Monday, 15 August 2011

Greenspeed, Rolling and Height of Cut....the Relationship.

It is easy to get used to a particular way of doing things.  For years we at our course have cut the greens daily during the growing season.  This was just the way we did things.  We felt that this was the best way to provide smooth consistent playing conditions on our putting greens.  For the most part this statement was true.  Two years ago we purchased a roller for our greens.  Most of the literature I had read warned that rolling the greens too frequently lead to compaction and wear damage on the green collars.  It suggested that greens be rolled a maximum of 4 times a week.  Other articles suggested that adequate green speeds could be achieved if you cut at a higher than normal height and rolled more often.  So this is what we did........because that was just the way it was done.....

We had our greens mower set at a bench height of 0.125" and we rolled 4 times a week.  Green speeds averaged 7-8' on the STIMP meter.  This sucked!

So I tried rolling more.  We rolled 6-7 times a week and then saw speed rise to maybe 9' max.  Ok but not quite there.  I also didn't see any of this compaction or wear damage that everyone warned about.  NONE! But no matter how often I rolled I just couldn't get the speed up past 9'.

So last week I come across an article by Greg Evans called "Wuthering Heights" .
He made a very convincing argument why green heights could safely go lower.  My greens were in great shape and I was bored so I though, "why not??"

So I dropped my bench height down to 0.110".  I didn't want to go crazy just yet.  So I went out and cut my greens then got out the good old STIMP meter.  They clocked in at just shy of 8.5'. whoopeee.  So I thought maybe I'll try giving them a roll.  Rolled and STIMPed again.  BOOM!!  10'!!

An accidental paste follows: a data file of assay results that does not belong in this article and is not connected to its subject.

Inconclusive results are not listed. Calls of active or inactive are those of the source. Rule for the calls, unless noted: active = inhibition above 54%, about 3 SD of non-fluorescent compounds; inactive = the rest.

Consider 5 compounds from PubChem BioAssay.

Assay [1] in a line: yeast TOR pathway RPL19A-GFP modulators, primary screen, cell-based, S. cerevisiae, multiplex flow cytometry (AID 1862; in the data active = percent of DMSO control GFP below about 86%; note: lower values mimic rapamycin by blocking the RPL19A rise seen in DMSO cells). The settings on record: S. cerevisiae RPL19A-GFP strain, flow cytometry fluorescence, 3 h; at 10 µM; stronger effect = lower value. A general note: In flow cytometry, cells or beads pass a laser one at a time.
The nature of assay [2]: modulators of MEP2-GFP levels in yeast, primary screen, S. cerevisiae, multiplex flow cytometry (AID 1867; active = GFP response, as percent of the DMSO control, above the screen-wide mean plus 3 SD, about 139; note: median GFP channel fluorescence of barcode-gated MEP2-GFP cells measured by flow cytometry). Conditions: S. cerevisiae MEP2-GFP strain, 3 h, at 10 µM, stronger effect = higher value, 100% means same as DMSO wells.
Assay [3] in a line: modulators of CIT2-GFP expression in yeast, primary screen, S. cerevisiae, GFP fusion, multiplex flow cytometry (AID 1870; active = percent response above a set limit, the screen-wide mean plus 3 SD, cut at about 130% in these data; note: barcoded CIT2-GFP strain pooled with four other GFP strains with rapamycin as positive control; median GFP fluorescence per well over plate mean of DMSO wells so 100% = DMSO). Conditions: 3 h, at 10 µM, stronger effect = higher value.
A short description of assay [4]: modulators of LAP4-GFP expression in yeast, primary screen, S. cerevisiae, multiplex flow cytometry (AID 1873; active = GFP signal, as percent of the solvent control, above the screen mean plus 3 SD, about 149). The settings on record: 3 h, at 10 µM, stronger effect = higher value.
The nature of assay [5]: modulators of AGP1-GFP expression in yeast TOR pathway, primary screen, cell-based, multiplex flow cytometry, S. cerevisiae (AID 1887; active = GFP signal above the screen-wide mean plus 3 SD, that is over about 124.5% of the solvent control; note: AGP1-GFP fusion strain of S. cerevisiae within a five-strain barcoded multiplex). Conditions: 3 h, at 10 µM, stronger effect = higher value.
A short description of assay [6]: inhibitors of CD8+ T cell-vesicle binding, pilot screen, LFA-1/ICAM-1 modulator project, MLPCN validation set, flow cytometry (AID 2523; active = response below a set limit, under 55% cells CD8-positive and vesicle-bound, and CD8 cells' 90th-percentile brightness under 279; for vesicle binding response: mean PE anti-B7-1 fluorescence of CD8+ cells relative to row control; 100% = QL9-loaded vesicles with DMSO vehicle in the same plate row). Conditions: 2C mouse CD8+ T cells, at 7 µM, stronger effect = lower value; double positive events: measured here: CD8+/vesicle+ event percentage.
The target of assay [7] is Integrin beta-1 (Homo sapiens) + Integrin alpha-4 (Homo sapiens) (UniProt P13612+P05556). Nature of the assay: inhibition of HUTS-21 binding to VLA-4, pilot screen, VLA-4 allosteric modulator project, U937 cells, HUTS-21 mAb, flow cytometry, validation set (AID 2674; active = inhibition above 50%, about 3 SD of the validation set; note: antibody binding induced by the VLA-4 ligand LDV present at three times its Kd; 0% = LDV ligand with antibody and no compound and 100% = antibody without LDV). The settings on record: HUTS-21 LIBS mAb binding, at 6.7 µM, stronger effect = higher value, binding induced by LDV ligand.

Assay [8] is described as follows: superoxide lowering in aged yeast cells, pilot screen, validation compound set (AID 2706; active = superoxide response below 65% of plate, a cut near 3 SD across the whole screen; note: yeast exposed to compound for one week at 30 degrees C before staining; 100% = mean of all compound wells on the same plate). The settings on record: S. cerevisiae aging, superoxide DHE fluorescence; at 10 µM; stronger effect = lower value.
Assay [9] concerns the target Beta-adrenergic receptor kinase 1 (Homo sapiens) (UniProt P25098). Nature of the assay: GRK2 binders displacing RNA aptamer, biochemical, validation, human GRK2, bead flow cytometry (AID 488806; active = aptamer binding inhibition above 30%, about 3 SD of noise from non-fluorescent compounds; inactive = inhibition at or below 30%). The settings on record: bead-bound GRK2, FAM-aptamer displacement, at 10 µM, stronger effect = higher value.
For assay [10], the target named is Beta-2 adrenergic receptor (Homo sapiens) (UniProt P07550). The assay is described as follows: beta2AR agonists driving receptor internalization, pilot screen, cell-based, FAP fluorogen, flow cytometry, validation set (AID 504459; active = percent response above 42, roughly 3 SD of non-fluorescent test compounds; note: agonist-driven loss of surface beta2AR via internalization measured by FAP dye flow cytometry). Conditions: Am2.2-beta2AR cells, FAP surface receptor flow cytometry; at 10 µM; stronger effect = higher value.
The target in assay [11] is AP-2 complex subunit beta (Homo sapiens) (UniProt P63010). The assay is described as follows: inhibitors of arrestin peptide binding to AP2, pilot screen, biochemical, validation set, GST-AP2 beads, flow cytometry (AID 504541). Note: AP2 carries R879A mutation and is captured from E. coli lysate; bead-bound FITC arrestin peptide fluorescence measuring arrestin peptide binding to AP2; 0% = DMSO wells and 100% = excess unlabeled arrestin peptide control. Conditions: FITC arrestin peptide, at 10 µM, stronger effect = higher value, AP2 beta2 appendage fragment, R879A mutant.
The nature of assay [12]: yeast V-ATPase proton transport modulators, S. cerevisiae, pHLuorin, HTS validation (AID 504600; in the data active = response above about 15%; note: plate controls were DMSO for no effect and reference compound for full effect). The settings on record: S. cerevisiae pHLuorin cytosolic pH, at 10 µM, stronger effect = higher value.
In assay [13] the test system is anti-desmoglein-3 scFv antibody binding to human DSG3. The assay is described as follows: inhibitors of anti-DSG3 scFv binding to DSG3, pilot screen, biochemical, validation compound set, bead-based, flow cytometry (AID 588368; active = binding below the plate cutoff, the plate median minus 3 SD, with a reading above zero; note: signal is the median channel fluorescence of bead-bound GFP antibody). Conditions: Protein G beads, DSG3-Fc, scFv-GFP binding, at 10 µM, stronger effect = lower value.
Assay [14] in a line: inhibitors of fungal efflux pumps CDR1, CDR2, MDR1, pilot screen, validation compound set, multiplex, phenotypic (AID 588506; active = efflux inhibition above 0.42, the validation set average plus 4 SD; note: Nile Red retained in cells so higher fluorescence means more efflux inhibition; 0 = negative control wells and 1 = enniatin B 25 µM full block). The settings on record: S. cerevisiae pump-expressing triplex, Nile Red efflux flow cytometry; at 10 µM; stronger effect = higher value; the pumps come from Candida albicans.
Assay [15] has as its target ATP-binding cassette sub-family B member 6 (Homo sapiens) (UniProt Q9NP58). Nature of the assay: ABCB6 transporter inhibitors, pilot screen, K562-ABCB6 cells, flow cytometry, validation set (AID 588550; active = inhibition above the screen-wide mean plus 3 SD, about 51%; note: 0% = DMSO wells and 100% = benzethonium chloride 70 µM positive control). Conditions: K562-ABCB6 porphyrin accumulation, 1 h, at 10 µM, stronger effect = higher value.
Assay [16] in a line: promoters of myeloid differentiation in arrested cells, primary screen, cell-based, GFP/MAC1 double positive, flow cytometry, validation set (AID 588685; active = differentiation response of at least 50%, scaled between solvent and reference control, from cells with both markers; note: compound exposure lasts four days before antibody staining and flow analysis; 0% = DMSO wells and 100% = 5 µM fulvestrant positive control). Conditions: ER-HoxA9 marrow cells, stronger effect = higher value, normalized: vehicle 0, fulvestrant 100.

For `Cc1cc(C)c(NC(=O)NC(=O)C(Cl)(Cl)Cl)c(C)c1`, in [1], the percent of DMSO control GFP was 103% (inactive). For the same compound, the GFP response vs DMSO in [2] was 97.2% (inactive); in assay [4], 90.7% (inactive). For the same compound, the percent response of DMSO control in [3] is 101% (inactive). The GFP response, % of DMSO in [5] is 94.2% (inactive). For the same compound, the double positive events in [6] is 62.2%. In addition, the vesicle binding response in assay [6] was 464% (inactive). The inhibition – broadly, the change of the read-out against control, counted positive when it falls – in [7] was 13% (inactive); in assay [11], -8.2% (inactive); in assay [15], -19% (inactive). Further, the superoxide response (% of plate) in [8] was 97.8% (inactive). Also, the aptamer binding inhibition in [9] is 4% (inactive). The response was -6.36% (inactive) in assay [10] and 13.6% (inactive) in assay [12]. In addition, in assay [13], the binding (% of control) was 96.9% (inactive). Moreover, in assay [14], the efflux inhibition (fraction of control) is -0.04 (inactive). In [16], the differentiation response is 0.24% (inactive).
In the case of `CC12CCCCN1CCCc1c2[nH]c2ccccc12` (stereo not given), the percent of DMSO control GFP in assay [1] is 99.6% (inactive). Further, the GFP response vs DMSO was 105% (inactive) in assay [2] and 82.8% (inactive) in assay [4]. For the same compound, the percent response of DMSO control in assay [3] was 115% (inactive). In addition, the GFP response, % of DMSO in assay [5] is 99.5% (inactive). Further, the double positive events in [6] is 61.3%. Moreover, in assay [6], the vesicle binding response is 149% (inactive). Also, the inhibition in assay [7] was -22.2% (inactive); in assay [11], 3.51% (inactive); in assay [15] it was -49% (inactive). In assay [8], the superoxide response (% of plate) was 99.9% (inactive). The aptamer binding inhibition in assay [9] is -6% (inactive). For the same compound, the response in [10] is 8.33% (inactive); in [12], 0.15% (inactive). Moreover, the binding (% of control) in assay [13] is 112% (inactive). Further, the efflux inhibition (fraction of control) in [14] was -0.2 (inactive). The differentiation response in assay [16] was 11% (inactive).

So even though the height of cut was lower, the green speed weren't significantly different than the previous HOC. But the lower HOC combined with rolling gave me the speeds I wanted.

So then I tried only rolling.  Speeds were at 9.5' on the STIMP meter.  This wasn't significantly different from the cut and roll that I did the day earlier.  According the the USGA, the average golfer can't tell the difference of a foot on the STIMP meter.

So now I'm thinking "why am I cutting seven days a week?"  If I can cut four times a week and still achieve the same consistency and speed why not?

This lead me to think that the HOC on the greens only offers the potential of a high STIMP reading.  Rolling brings out the potential.

So this week I am only going to cut my greens 4 times.  I will roll every day.  Each day I will take a reading before and after I roll and compare the two.  So far, after rolling I am seeing a jump of approx 1.5' on the STIMP meter.

Cutting the greens causes stress.  It probably causes more stress than rolling.  I don't know this for sure because I'm not a scientist.  But if I'm right, my greens will be faster and healthier if I only cut 4 times a week and roll 7!

Furthermore, the cost of purchase and maintenance is much higher for a greens mower than a roller so rolling more and cutting less should save money in maintenance.

Have some fun and reverse the frequency that you cut and roll and give it a try.  What have you got to lose??

So here is my graph in progress comparing the green speed to the different rolling and mowing practices this week.  This is an interactive graph and will be updated in real-time as I collect the data so check back daily.

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